Farmers in the Gamtoos River Valley are becoming increasingly concerned as the level of one of the Eastern Cape’s largest supply dams approaches record lows.
The Gamtoos Irrigation Board says the Kouga Dam looks set to run dry for the first time as its current level has dropped to below 7%.
Irrigation Board CEO Rienette Colesky has warned water users that it cannot supply water adequately below the 3% watermark.
The dam, which opened in 1969 and last overflowed in 2015, has never dropped below the 6.5% watermark reports www.algoafm.co.za
Known for its citrus, cash crop, and dairy farming, the Gamtoos River Valley is suffering under a years-long drought.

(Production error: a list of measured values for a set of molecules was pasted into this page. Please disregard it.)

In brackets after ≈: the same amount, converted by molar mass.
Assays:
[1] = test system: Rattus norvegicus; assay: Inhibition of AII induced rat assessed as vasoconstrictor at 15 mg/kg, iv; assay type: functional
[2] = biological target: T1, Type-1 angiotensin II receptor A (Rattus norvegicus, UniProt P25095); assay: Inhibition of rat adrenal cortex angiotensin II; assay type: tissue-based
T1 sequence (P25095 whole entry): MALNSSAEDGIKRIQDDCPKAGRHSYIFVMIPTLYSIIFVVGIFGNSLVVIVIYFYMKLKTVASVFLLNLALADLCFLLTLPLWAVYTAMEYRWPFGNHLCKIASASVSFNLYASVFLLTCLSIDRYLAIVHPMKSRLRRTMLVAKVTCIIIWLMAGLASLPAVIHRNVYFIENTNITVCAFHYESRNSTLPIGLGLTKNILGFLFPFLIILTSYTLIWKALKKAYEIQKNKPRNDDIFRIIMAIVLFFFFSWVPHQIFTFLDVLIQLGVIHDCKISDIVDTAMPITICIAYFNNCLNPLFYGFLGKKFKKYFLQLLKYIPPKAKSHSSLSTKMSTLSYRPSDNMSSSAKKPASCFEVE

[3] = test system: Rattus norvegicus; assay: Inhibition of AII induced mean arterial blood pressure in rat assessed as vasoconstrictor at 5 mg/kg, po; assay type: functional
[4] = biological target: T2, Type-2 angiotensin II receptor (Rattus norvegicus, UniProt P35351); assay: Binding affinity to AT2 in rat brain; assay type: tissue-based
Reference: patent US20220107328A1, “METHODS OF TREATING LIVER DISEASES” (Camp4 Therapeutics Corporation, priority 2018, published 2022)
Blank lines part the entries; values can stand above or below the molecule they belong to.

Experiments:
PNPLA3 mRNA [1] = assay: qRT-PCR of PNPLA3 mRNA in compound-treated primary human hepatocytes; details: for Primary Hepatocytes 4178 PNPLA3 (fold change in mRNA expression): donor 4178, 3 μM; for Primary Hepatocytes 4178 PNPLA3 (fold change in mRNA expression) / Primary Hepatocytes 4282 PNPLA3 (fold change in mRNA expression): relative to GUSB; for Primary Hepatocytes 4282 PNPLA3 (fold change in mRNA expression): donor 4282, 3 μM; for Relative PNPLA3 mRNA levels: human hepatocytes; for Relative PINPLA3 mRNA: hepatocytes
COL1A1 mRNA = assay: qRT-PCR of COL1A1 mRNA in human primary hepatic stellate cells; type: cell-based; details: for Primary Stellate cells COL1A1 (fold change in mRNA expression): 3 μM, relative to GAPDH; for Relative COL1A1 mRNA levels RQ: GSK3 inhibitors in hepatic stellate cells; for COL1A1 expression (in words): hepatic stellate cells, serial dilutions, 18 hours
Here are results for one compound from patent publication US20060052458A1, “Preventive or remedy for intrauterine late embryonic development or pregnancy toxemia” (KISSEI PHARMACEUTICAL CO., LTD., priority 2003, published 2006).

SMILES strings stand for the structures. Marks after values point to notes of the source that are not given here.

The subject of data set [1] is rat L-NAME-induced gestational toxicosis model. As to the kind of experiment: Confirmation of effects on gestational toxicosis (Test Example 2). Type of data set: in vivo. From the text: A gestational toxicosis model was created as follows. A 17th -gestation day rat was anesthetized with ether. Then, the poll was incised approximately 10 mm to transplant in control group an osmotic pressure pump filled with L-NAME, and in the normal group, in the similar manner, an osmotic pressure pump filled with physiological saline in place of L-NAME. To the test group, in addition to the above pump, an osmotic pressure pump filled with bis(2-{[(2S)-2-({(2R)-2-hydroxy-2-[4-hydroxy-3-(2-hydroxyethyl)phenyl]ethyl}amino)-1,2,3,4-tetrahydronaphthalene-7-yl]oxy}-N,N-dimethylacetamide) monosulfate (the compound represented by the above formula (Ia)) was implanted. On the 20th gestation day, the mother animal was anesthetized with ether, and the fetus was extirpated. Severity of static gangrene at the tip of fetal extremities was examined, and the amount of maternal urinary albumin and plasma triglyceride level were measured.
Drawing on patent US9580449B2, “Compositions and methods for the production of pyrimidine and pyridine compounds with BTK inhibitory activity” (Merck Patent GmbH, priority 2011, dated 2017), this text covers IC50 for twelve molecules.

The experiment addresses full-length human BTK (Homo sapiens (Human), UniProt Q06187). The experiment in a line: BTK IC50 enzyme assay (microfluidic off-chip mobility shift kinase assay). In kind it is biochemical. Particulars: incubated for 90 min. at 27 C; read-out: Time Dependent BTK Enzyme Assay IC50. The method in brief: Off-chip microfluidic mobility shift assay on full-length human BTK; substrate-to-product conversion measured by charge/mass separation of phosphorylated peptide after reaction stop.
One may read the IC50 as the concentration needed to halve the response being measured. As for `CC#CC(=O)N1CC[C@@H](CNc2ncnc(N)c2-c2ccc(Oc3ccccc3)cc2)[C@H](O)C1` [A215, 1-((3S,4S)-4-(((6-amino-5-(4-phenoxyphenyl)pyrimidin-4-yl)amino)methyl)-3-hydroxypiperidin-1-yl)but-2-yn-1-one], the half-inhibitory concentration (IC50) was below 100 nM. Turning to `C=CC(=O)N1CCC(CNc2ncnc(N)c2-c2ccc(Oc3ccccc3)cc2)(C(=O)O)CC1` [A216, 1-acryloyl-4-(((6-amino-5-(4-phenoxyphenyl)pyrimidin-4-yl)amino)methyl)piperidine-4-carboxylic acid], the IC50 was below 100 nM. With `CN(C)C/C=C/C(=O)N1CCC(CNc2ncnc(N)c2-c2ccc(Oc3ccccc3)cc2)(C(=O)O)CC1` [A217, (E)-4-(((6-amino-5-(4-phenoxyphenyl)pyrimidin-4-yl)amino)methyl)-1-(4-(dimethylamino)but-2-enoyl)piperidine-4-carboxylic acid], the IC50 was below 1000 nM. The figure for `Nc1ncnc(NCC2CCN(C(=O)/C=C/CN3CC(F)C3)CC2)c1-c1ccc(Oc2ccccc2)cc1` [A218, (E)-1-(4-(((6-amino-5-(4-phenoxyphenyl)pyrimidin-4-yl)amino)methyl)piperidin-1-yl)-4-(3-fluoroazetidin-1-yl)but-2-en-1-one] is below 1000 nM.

Colesky said the Nelson Mandela Bay and Kouga municipalities’ drawings from the dam were also curbed to just 30% and 70% of their full water allocations respectively, and that both were honouring these restrictions.
“The lowest release level of the dam is 3.1%,” said Colesky. “We will, however, not be able to sustainably supply water at that level.”
Cattle and citrus farmer in the valley, Tertius Meyer, said some farmers had already used up their water allocations for the 2020/21 water year, which ends in June, leading to their supply from the dam being discontinued.
“Some farmers are helping their neighbours with water and others are spending a fortune bringing in water in tankers just to keep their orchards alive,” said Meyer, who is also chairman of the Gamtoos Irrigation Board.
Weather Office spokesman Garth Sampson added that the region is headed “for one of the driest summers on record”.
Historically, he said, the highest incidence of rain over the dam’s catchment area occurred from March to October. However, forecast models were not clear on whether there would be decent rains in the coming months or not.